The idea of multilateralism as expressed by China is not intended to be a world of antagonistic and rival poles or what some call multipolar world. Multilateralism implies a collective sense of responsibility and cooperation between powers, such as in dealing with matters of peacekeeping, or fighting pandemics. Bipolarity or multipolarity implies a conflict between blocks and alliances that attempt to undermine or even destroy each other. The Cold War in the post-WWII period is a good example. The world is facing such a prospect again now, as we have seen most dramatically in Ukraine.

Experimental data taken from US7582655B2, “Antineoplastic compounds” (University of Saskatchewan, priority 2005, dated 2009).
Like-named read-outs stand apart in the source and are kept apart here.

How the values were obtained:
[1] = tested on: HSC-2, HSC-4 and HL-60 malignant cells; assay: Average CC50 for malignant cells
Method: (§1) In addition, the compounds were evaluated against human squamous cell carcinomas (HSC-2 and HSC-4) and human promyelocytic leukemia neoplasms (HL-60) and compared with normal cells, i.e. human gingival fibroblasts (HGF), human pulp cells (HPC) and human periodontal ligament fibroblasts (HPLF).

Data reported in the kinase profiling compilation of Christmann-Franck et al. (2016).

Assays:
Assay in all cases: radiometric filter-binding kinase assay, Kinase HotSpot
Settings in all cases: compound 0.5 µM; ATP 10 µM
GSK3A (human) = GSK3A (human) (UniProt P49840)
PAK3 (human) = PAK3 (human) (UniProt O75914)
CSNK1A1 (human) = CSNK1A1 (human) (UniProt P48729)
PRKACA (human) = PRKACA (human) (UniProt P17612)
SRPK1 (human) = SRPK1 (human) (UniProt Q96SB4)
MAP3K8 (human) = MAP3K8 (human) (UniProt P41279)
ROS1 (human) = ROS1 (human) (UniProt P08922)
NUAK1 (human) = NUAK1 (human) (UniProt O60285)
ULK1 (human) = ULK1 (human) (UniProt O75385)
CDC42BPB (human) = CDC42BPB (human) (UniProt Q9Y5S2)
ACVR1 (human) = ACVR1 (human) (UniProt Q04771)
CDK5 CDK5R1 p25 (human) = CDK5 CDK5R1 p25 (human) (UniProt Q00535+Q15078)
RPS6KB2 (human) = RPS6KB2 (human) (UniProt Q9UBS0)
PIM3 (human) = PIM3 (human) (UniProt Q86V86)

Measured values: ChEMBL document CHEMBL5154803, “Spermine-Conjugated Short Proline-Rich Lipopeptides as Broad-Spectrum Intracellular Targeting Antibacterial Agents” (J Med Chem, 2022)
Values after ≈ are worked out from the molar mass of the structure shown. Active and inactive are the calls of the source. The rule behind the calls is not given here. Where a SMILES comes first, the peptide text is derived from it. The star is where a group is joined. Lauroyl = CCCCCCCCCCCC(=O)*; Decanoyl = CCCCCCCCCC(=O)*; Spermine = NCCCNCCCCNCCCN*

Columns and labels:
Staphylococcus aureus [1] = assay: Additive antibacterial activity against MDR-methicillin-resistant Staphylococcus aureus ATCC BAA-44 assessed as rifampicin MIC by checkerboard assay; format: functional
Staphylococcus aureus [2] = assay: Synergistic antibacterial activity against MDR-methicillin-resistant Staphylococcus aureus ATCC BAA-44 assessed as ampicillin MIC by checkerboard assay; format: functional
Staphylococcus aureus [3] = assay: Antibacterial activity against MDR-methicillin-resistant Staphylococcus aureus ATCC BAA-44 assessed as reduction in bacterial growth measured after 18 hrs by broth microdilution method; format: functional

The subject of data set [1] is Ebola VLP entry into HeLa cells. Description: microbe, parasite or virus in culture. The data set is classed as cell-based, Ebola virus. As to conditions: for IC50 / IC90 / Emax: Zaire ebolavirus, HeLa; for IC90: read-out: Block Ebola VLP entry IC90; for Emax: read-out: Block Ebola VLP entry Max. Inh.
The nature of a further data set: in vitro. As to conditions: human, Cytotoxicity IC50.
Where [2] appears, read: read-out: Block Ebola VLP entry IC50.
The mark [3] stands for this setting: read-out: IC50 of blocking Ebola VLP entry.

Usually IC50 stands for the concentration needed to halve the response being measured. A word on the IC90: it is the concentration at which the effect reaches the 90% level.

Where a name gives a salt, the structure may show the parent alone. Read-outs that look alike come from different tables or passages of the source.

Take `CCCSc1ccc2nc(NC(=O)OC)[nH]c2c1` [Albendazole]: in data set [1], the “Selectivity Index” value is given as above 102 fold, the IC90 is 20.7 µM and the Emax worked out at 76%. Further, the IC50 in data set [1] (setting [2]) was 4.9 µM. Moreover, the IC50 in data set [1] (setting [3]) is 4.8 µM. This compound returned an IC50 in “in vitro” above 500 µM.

Peace through economic development

The Chinese leadership considers economic cooperation as key to establishing peace in the world, not some agreement on certain arbitrary rules or values. President Xi said in his report: “Today, our world, our times, and history are changing in ways like never before. The historical trends of peace, development, cooperation, and mutual benefit are unstoppable. The will of the people and the general trends of our day will eventually lead to a bright future for humanity. And yet, the hegemonic, high-handed, and bullying acts of using strength to intimidate the weak, taking from others by force and subterfuge, and playing zero-sum games are exerting grave harm. The deficit in peace, development, security, and governance is growing. All of this is posing unprecedented challenges for human society. The world has once again reached a crossroads in history, and its future course will be decided by all the world’s peoples.”